Religious iconography in 'The Great Gatsby' by F. Scott Fitzgerald

Essay by juve118High School, 11th gradeA+, November 2004

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Student #107

Quit Lookin' at Me

"There cannot be a God because if there were one, I could not believe that I was not He." - Nietzsche

This is the state to which religion had fallen by the turn of the 20th century. The age of faith had truly ended in America. The vacuum created by our departing deity was filled with new philosophies of cutthroat capitalism and individualism. No longer were our actions constrained by a supernatural force; all bets were off and humanity went wild. This change in philosophy had its greatest impact in 1920s America, a time of prosperity and gaiety for all. The money was rolling and the bars were hopping everywhere from New York to California, and no man, woman or child went unaffected The apparent happiness of America was countered by a darker more sinister side; one of corruption and greed. In his novel The Great Gatsby, F. Scott Fitzgerald paints a sad picture of American life during the 1920s, its purpose and its occupants.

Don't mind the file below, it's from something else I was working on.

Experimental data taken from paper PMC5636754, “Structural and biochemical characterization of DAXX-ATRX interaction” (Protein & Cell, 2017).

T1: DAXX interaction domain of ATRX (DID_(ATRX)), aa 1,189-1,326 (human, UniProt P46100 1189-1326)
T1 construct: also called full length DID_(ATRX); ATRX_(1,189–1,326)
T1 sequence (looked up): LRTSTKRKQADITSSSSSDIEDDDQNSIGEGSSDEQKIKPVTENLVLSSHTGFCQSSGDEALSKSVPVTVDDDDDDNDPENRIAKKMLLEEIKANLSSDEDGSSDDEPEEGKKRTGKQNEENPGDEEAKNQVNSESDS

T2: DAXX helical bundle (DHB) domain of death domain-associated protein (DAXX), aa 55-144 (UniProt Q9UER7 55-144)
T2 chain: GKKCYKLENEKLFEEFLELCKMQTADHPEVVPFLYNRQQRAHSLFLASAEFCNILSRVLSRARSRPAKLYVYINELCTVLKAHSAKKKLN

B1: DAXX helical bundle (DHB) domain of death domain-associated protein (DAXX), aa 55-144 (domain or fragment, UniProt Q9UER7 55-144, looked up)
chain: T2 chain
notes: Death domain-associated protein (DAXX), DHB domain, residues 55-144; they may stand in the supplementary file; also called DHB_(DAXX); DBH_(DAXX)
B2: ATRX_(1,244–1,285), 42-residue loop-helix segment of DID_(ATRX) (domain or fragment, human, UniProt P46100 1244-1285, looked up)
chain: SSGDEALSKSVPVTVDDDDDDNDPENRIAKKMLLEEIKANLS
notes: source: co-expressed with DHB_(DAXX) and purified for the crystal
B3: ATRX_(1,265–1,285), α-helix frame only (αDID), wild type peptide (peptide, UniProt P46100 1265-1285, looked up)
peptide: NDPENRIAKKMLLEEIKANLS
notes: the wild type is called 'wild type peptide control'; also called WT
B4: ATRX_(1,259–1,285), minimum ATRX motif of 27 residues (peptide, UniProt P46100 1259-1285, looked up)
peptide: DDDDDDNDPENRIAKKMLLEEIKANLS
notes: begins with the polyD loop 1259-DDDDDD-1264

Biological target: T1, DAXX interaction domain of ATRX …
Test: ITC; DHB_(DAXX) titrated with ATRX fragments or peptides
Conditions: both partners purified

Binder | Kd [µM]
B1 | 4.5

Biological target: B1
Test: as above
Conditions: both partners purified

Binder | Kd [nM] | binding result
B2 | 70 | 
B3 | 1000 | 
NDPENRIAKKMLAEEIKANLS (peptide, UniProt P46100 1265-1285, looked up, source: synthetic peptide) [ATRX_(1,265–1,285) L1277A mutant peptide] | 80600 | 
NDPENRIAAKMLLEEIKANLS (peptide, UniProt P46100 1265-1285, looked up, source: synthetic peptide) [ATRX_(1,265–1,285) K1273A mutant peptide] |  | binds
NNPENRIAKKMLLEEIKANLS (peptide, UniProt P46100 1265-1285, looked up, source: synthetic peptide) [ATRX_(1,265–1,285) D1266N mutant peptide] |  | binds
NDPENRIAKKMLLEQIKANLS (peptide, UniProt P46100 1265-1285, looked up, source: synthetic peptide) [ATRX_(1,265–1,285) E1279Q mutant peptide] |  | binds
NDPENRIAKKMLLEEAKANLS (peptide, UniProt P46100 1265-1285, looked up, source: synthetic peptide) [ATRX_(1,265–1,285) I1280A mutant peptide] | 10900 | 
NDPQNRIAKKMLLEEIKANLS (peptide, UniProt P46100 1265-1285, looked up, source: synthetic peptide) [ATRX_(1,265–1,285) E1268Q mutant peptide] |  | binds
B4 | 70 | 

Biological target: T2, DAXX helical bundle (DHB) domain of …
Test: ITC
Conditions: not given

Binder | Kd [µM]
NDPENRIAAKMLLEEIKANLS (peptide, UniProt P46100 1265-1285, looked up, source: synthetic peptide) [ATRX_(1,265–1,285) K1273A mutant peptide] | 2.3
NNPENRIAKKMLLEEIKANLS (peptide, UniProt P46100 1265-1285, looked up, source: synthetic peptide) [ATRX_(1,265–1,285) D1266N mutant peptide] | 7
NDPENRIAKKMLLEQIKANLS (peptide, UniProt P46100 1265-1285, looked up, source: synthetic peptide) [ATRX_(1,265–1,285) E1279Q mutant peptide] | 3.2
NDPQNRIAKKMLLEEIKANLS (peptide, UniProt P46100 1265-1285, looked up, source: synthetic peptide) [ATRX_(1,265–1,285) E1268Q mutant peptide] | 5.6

They are the lost children of the 20th century, unconcerned with religion, God or any such "frivolous" things. Economics is the new religion, with the all mighty dollar as its deity. Fitzgerald articulates his feelings on this change through his portrayal of God and though the role that God plays in the lives of his characters. Both facets of his argument are intriguing, yet disturbing; creating a picture of amorality and opportunism in our country's finest decade.

Through centuries of painting and sculpture, a distinct picture of God had been created. A majestic figure, clad is flowing white robes, commanding over the universe with effortless omnipotence. Fitzgerald rejects this ideal and creates a much more puzzling picture of his God; a dilapidated advertisement serves as the physical manifestation...